Referring to FIG. 29, a bag 200 of the present disclosure can be positioned on cooking surface 201 of a bottom half 202 of a clam shell type grill 204. The top half 206 of the clam shell type grill 206 is pivotally attached to the bottom half 202, such that the top half 206 can be rotated to depress the bag 200 between the top and bottom cooking surfaces 201,207 of the clam shell type grill 204. In this manner, a food product 208, positioned inside the bag 200, can be simultaneously cooked on opposite sides.

The bag 200 includes a bag support member 210 affixed thereto, where the bag support member 210 extends along and from a back surface 214 of the bag 200 to engage a lipped portion 212 of the bottom half 202 of the clam shell type grill 204. The bag support member 210 substantially maintains the position of the bag 200 on the bottom cooking surface 201 of the clam shell type grill 204, thereby substantially preventing a sliding of the bag 200 along the bottom cooking surface 201 of the clam shell type grill 204.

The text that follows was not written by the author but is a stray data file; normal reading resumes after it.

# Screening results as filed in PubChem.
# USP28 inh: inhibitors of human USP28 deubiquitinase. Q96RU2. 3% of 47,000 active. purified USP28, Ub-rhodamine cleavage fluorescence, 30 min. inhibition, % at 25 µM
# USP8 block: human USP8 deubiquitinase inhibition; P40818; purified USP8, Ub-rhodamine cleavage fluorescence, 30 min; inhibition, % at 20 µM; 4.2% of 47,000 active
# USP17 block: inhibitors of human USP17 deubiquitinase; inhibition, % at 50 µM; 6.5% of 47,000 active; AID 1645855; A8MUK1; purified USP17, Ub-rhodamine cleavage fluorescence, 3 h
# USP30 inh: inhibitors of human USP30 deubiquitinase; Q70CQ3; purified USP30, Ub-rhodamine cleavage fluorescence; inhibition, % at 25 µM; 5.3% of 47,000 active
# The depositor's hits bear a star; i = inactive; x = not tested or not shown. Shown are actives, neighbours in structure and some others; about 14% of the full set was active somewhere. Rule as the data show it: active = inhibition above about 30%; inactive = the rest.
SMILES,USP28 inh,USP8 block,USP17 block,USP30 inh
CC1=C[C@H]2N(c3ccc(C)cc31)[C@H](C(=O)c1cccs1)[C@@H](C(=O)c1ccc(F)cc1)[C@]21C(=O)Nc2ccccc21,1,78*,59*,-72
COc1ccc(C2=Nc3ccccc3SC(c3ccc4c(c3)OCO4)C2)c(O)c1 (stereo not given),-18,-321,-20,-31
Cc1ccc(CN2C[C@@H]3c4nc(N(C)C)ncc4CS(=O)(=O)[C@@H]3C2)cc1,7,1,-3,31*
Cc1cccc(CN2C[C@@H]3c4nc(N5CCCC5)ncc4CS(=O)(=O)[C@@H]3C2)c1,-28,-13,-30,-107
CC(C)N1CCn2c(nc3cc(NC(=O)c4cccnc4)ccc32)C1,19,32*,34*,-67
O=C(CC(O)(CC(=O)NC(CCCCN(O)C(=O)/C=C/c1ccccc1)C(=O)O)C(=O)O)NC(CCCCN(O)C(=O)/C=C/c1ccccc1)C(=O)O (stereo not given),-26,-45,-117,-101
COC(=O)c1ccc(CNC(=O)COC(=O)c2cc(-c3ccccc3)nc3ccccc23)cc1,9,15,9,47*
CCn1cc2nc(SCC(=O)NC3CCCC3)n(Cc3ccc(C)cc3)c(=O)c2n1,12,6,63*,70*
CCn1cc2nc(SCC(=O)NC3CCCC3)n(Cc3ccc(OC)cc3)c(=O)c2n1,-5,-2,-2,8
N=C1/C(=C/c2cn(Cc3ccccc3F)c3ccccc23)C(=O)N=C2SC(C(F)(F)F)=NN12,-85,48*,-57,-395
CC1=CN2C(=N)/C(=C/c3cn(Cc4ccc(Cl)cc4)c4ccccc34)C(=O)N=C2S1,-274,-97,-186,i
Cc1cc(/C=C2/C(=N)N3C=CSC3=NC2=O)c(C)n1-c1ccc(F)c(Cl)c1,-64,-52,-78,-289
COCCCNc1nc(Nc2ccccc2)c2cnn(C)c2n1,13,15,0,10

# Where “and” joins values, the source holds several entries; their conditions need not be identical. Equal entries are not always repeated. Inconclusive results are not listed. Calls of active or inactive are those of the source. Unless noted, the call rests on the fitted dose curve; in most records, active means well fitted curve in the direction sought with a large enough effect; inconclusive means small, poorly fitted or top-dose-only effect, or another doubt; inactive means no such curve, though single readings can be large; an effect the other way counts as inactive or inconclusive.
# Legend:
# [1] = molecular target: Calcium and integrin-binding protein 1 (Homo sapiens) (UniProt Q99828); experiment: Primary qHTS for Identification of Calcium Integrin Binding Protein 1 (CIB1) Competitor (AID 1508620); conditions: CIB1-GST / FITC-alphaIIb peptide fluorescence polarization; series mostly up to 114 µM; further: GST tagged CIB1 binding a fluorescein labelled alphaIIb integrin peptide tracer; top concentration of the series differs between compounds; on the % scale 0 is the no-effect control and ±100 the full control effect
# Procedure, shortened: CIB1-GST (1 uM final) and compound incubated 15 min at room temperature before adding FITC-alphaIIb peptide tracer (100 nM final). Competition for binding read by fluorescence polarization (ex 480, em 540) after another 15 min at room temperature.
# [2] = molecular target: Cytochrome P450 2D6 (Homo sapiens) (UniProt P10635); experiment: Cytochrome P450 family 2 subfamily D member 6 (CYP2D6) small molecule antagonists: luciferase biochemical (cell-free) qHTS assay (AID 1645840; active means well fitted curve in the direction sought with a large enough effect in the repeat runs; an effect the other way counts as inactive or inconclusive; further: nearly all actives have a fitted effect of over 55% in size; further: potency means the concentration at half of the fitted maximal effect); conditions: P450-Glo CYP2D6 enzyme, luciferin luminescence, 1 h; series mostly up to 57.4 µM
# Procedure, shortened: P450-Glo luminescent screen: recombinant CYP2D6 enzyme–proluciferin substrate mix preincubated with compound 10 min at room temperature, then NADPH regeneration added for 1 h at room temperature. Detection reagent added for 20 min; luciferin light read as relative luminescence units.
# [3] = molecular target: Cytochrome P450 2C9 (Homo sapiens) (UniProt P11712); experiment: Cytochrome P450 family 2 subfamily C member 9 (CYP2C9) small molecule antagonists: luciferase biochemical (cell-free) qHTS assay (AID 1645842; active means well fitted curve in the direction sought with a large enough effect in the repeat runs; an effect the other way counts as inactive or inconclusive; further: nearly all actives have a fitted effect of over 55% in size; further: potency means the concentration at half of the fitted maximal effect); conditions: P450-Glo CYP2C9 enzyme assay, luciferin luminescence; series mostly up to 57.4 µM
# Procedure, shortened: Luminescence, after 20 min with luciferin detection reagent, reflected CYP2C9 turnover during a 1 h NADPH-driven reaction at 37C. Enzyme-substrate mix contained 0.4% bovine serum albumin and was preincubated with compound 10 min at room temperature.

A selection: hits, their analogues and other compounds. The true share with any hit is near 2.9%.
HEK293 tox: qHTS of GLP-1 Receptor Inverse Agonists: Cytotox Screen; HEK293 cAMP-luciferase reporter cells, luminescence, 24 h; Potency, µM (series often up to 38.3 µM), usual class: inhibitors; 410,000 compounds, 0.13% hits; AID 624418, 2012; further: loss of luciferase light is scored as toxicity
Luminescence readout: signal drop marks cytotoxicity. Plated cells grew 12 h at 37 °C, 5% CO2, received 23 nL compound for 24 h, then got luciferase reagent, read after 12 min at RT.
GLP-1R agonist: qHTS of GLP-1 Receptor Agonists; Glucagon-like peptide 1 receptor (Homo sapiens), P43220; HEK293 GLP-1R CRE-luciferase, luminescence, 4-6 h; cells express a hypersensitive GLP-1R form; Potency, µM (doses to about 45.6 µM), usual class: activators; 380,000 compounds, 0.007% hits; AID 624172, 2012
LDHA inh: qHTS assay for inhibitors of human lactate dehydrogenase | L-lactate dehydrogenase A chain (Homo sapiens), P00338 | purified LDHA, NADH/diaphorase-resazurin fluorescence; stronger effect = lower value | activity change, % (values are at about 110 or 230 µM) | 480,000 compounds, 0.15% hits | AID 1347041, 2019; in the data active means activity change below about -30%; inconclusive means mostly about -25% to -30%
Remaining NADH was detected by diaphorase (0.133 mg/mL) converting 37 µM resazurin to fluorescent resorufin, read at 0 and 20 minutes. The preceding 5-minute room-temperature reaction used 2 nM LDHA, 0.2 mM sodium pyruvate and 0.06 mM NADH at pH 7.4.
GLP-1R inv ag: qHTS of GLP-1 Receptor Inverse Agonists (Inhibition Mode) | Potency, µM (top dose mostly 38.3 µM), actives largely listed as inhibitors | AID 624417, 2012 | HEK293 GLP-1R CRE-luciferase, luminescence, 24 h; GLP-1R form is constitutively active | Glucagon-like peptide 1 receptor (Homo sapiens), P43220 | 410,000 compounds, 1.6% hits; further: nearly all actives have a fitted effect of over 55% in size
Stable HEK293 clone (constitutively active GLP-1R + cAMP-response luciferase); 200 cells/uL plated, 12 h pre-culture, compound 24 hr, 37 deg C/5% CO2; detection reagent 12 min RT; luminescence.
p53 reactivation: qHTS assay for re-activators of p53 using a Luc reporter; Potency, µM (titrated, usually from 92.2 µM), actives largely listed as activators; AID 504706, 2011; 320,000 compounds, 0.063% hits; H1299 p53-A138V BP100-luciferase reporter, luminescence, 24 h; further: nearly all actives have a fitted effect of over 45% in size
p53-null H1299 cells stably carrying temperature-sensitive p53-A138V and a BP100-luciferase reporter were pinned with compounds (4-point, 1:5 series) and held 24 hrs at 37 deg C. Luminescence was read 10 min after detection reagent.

Referring to FIG. 30, the bag support member 210 is affixed to the backside surface 214 of the bag 200. The bag support member 210 includes a lower extension 216 affixed to and extending along a backside surface 214 of the bag 200. A first end 218 of the lower extension 216 includes an upper extension 220, where the upper extension 220 is positioned in an angular relation to the lower extension 216. In this manner, the upper extension 220 can engage the lipped portion 212 of the bottom half 202 of the clam shell type grill 204. The upper extension 220 can be substantially orthogonal to the lower extension 216. However, it is contemplated the other angular and geometric relationships between the upper extension 220 and the lower extension 216 may be utilized, so long as the upper extension 220 can engage the bottom half 202 of the clam shell type grill 204.